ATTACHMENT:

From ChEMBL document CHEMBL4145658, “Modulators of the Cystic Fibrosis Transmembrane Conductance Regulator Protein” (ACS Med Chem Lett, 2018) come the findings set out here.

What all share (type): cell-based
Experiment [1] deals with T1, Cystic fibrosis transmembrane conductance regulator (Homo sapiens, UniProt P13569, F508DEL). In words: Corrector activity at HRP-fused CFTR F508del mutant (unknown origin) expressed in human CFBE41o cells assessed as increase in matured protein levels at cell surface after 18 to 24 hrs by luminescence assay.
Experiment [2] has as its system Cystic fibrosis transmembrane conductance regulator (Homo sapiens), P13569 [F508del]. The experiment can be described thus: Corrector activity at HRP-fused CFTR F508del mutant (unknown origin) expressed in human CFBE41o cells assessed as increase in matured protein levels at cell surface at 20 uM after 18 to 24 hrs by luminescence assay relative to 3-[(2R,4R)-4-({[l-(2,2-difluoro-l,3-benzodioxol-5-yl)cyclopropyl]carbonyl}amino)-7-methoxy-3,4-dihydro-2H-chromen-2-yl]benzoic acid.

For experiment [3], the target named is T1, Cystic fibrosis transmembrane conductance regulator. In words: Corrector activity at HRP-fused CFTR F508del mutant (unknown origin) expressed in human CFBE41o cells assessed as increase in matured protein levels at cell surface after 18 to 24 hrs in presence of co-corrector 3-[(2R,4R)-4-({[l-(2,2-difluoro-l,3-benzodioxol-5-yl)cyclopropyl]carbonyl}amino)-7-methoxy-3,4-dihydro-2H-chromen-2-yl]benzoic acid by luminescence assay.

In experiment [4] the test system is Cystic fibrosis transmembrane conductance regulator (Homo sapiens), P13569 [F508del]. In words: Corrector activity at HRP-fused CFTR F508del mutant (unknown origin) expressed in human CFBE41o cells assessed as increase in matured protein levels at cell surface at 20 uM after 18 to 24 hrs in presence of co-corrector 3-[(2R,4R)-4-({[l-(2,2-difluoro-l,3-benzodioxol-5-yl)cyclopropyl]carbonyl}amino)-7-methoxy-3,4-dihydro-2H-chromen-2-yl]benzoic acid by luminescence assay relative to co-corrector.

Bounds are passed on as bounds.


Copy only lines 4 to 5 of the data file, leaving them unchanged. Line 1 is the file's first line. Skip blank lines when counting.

Experiment [2] has as its system Cystic fibrosis transmembrane conductance regulator (Homo sapiens), P13569 [F508del]. The experiment can be described thus: Corrector activity at HRP-fused CFTR F508del mutant (unknown origin) expressed in human CFBE41o cells assessed as increase in matured protein levels at cell surface at 20 uM after 18 to 24 hrs by luminescence assay relative to 3-[(2R,4R)-4-({[l-(2,2-difluoro-l,3-benzodioxol-5-yl)cyclopropyl]carbonyl}amino)-7-methoxy-3,4-dihydro-2H-chromen-2-yl]benzoic acid.

For experiment [3], the target named is T1, Cystic fibrosis transmembrane conductance regulator. In words: Corrector activity at HRP-fused CFTR F508del mutant (unknown origin) expressed in human CFBE41o cells assessed as increase in matured protein levels at cell surface after 18 to 24 hrs in presence of co-corrector 3-[(2R,4R)-4-({[l-(2,2-difluoro-l,3-benzodioxol-5-yl)cyclopropyl]carbonyl}amino)-7-methoxy-3,4-dihydro-2H-chromen-2-yl]benzoic acid by luminescence assay.